Killing civilians, whether by nuclear bombs or guns or machetes, to me, is not an act of evil. It is an act. That act has reasons, none of which are the expression of evil. Does that mean I think everyone should go on a killing spree? Not in the least. It means I think there are answers more complex than "because they were evil".

For me, it's too easy to call terrorists scumbags. It, to me, makes it seem like terrorists are created in some play-dough fun factory with no purpose but to kill for the sake of killing. But it diminishes what I believe is the real issue. They aren't doing it 'just cuz'. The only effective way for the dispossessed to engage an empire is through guerrilla tactics. They're only scumbags cause they're on the other side.

Also, if I believe that terrorists are evil, that means that their targets, the US, are good. The day I believe the US is simply good is the day I swallow a Buick.

Quote:There are some real bad people in the world and my sense of you and people like you is you will sit and make excuses for them, discuss their perspective, etc. while these psychos ready for the attack.

People are not just bad because they're bad. Nothing exists in a vacuum. Your sense is wrong. The job of a cultural relativist is not to make excuses for anyone. Excuses don't enter into it. I simply recognise that there is a plurality of cultural realities. It is not my job to deem one better than another or to enforce and impose the better one.

Cultural relativism does not say, these people want to crack me in the head, well, I'll just let them cause that's just their way. That's silly. Defending oneself from attack has absolutely nothing whatsoever to do with relativism.

Quote:And, there are far too many relativists out there who are seeking to make excuses and apologies for them.

This will be a sticking point in our conversation. That's not what relativists do.

Quote:However, more than any other group, religious groups get some kind of deference and it's absolutely because of this relativism issue.

Recognising that there is a plurality of cultures is not at all the same thing as saying that I agree with every practice in the world. It is saying that every culture is a complex and must be dealt with as a complex.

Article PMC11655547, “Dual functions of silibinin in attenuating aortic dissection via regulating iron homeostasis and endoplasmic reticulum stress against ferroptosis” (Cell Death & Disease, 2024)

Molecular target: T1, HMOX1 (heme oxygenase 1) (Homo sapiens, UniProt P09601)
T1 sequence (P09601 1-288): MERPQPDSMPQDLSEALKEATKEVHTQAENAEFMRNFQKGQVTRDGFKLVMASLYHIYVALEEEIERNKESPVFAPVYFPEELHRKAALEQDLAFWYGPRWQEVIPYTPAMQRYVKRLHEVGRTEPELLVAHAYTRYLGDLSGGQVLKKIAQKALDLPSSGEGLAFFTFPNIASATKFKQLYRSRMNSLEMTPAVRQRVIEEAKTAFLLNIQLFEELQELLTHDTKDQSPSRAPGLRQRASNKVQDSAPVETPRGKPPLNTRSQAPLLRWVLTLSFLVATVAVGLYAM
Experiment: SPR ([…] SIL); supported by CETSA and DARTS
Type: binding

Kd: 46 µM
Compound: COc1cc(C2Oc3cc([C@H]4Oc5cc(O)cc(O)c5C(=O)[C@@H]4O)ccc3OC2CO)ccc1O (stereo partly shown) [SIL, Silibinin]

Overall, I feel that you have conflated this idea of making excuses with relativism. If one believes that there is a single acceptable morality in the universe and those who are not aligned with it must be put into alignment, then to say, no they shouldn't might seem the same as condoning all practices that don't line up with this universal morality. Cultural relativism says, it takes all kinds. That's the reality. That is a separate issue from conflict.

Quote:Power plays in a role too but I feel fairly strongly that Muslims have very little power in most of the Western world and you're seeing some of the same excuses get thrown around.

They don't have a lot of political power (outside of their trillions of dollars in oil money). But the oil men aren't in conflict with the West, they're in bed with the West. The majority of Middle Eastern Muslims don't have a lot of influence in the West and they don't have a lot of authority over the West. But they have plenty of coercion. That's the point. That's why some of them resort to terror tactics to get their way. They can't annex New York or Texas to stop Americans from killing them, but they can say, we might not be able to raze one of your cities but if you disrespect us with impunity by creating an image of Mohammed, we'll shoot you, the individual, in your sleep. If you continue to occupy us and kill us and prevent us from maintaining an army, then we'll fly a plane into your financial buildings or fill your hospitals with radiation victims.